At least this hypothetical would apply to everyone equally. But this is effectively what the US has asked black and brown communities to tolerate. Whether it’s through policies like stop-and-frisk or aggressive sweeps of neighborhoods, police often target minority communities with dragnet strategies — leading to excessive use of force and distrust in police as people see themselves, their friends, and their neighbors treated unequally. If residents complain, officers assure them that they’re stopping crime by pointing to all the arrests they’ve made and the contraband they’ve seized. The hassle to people’s lives and racial disparities in all the statistics, from arrests to use of force, are glossed over.
Owens, as well as other researchers (including John Pfaff and Phillip Atiba Goff), argue this has happened on a mass scale, with police departments, policymakers, and researchers all failing to fully account for the costs of widely accepted American policing practices.
“We have not generated a lot of research quantifying the costs of policing in the same way we have a huge amount of research quantifying the benefits of policing,” Owens said.
This is bad for trust in police and, ultimately, bad for crime-fighting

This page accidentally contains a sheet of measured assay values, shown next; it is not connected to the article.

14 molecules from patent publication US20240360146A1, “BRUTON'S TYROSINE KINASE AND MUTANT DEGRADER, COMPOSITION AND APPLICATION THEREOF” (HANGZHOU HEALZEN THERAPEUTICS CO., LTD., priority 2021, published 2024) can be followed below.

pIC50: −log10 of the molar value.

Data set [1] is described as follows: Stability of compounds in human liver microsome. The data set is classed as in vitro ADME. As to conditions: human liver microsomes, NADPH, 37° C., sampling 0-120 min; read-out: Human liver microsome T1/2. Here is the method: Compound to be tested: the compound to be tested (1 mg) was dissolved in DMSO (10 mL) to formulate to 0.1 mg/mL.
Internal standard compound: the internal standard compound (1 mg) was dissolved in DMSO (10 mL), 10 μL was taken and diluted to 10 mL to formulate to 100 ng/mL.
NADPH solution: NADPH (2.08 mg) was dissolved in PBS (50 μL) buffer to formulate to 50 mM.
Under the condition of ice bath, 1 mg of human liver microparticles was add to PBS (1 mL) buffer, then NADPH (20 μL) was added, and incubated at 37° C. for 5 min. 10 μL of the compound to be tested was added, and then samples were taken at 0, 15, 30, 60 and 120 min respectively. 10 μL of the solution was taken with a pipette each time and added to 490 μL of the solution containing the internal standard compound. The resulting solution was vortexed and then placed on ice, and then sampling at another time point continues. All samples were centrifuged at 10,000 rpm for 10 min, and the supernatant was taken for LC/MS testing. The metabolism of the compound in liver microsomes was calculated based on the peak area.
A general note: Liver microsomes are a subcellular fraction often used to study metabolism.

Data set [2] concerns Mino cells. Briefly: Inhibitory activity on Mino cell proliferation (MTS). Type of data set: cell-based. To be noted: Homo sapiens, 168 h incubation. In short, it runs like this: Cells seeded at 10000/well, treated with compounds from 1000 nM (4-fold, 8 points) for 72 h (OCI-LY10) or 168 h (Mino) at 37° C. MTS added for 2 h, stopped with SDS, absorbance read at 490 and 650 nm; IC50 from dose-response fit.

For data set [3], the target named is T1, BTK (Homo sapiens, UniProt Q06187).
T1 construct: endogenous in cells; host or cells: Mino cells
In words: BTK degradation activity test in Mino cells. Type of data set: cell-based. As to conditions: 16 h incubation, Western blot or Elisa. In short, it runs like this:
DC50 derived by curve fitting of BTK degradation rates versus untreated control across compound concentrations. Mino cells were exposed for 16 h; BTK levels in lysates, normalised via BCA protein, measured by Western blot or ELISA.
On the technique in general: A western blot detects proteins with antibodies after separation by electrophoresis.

As the past week of protests against police brutality have made clear, the current approach is not working. It has not only fostered distrust toward police among minority communities, but there’s good reason to believe it’s making us all less safe in the long term.
The failure of police in these communities is twofold: The harassment generates backlash and distrust. But so, too, does the police departments’ inability to solve serious crimes — in some black and brown neighborhoods, the percent of murders that lead to an arrest can fall to the single digits.
As journalist Jill Leovy explained in Ghettoside, “Like the schoolyard bully, our criminal justice system harasses people on small pretexts but is exposed as a coward before murder. It hauls masses of black men through its machinery but fails to protect them from bodily injury and death. It is at once oppressive and inadequate.”
It’s this dynamic of simultaneous overpolicing and underpolicing that’s led to so much distrust in the police in minority communities. It leads many to believe that cops are not only harassing them, but also not even taking the time to protect them — to do the job that the police are there for.